The other benefit of not being limited by a physical store is that the business can offer a far broader range of products, giving incredible choice to customers everywhere. For all these reasons, the digital economy can be seen as the great equaliser for the economy, removing all constraints in terms of age, location or ideas.
Why scaling ecommerce benefits digital and brick-and-mortar alike
In South Africa ecommerce only makes up 4% of retail, while in peer countries it sits at between 12% and 20%. There is subsequently enormous potential to develop this sector, and in the process grow the economy and create jobs, in particular through its enablement of SMEs.
In the past few years, thousands of new entrepreneurs and established businesses have entered the digital market. Encouraged by the success of fellow retailers, these entrants are starting digital channels that are expanding their reach, and in some cases, competing head-to-head with local, as well as global brands. This leads to a need for more employees with digital skills and potential to grow the digital economy further, bringing more employment and business opportunities.
We’ve seen this in our own group, where takealot.com has enabled over 8,000 businesses, with many of these using takealot.com’s Marketplace as the springboard to grow their enterprises, and some have even gone on to set up their own brick-and-mortar shops. In addition, Mr D has more than 10,000 restaurant partners, and Superbalist, over 100 local brands and growing. From an entrepreneurial enablement point of view, clearly ecommerce Is playing an important role.
These figures exemplify the significant opportunity ecommerce presents for South Africa and the collective efforts to address our economic challenges. As more of these local entrepreneurial businesses succeed, the more the digital platforms will grow and create greater opportunities within the broader digital ecosystem. And it’s possible if we’re able to do two key things:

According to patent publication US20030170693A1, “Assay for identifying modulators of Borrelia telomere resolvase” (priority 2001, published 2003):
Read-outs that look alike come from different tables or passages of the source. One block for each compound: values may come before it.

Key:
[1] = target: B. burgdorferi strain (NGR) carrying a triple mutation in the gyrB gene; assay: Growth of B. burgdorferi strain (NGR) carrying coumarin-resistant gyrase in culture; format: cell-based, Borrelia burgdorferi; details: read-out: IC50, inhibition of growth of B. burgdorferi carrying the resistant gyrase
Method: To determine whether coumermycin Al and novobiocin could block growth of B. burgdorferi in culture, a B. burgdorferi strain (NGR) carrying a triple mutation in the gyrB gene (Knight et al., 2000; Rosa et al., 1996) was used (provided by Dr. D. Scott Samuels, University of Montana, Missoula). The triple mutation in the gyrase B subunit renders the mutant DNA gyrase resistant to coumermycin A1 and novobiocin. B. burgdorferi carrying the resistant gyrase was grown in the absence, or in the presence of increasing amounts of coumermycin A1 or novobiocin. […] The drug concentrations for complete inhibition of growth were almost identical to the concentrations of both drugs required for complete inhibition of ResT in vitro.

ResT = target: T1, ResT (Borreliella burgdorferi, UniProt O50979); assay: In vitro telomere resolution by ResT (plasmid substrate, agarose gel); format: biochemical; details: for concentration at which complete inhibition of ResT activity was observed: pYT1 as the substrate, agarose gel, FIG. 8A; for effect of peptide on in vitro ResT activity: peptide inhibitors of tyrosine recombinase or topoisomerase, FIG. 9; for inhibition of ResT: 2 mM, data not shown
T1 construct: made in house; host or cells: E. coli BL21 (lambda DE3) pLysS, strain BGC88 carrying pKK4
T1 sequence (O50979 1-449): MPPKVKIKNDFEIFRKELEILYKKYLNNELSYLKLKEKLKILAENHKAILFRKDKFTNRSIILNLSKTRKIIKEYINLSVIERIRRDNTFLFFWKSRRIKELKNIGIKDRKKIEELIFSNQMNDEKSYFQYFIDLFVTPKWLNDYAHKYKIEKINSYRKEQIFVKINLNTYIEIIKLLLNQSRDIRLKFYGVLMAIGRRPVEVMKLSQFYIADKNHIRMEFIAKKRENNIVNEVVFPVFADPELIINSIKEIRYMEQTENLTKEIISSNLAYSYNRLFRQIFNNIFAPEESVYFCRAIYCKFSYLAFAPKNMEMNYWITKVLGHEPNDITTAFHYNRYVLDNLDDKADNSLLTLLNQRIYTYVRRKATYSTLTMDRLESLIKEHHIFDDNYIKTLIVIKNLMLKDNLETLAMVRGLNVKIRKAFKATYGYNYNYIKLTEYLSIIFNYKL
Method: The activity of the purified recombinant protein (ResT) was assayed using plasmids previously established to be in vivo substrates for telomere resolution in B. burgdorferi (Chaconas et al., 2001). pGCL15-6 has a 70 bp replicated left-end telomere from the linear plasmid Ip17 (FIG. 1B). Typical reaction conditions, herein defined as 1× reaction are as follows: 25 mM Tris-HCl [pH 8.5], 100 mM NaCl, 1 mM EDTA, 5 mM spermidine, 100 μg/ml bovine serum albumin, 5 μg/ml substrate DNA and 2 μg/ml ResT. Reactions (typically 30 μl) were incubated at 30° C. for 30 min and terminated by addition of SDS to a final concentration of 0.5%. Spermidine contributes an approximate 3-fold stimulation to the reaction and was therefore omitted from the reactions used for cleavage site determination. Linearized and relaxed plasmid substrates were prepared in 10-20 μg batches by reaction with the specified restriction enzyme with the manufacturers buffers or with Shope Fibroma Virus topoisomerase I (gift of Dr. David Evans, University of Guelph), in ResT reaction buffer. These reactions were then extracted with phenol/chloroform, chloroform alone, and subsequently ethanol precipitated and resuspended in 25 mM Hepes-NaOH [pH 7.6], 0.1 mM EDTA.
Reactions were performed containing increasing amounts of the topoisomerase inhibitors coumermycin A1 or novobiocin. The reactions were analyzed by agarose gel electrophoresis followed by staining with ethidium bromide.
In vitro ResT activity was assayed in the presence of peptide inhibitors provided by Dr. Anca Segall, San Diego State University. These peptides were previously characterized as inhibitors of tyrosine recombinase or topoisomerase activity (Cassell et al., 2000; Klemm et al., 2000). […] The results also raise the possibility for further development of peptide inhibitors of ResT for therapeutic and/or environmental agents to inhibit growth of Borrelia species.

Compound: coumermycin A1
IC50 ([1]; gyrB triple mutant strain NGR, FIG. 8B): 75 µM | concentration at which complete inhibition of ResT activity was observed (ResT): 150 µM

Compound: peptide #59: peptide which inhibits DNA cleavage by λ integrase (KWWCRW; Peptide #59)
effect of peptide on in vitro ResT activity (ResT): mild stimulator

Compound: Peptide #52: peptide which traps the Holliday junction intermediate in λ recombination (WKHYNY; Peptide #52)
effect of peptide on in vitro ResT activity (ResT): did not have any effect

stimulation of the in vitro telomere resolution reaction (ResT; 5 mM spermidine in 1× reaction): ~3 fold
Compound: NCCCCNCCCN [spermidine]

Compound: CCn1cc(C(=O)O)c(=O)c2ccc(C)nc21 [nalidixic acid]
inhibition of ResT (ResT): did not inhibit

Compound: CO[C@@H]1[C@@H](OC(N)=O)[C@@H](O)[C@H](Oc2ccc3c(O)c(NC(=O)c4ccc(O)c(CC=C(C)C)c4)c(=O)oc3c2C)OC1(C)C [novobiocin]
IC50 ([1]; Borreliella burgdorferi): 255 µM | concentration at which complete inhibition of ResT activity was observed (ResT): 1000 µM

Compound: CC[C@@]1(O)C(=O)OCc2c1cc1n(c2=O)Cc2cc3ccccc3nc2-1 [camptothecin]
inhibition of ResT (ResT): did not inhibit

- Close our digital skills gap. Doing so will grant more South Africans the ability to not only develop their own business ideas with local and international impact; but also help create a broad range of job opportunities that will unlock the growth of the broader economy and create an inclusive economy, given all the non-digital jobs that will be unlocked.
- Create a regulatory environment that offers fertile ground for entrepreneurs wanting to solve problems, while also promoting the overall growth of our digital economy. Flexibility and dynamism here are essential.
The digital economy is a great equaliser and investing in digital skills development will unleash its power to create jobs, enable small and large businesses, and promote equitable access to quality services for all South Africans across most income levels and geographic locations. It is possible.
Mamongae Mahlare is Takealot Group Group CEO and a regular columnist for Retailing Africa. The Takealot Group is a home-grown South African business, helping to champion the local digital economy and increasing access to quality retail products and services countrywide. It has helped thousands of small businesses and business partners to find an audience and grow in the formal economy.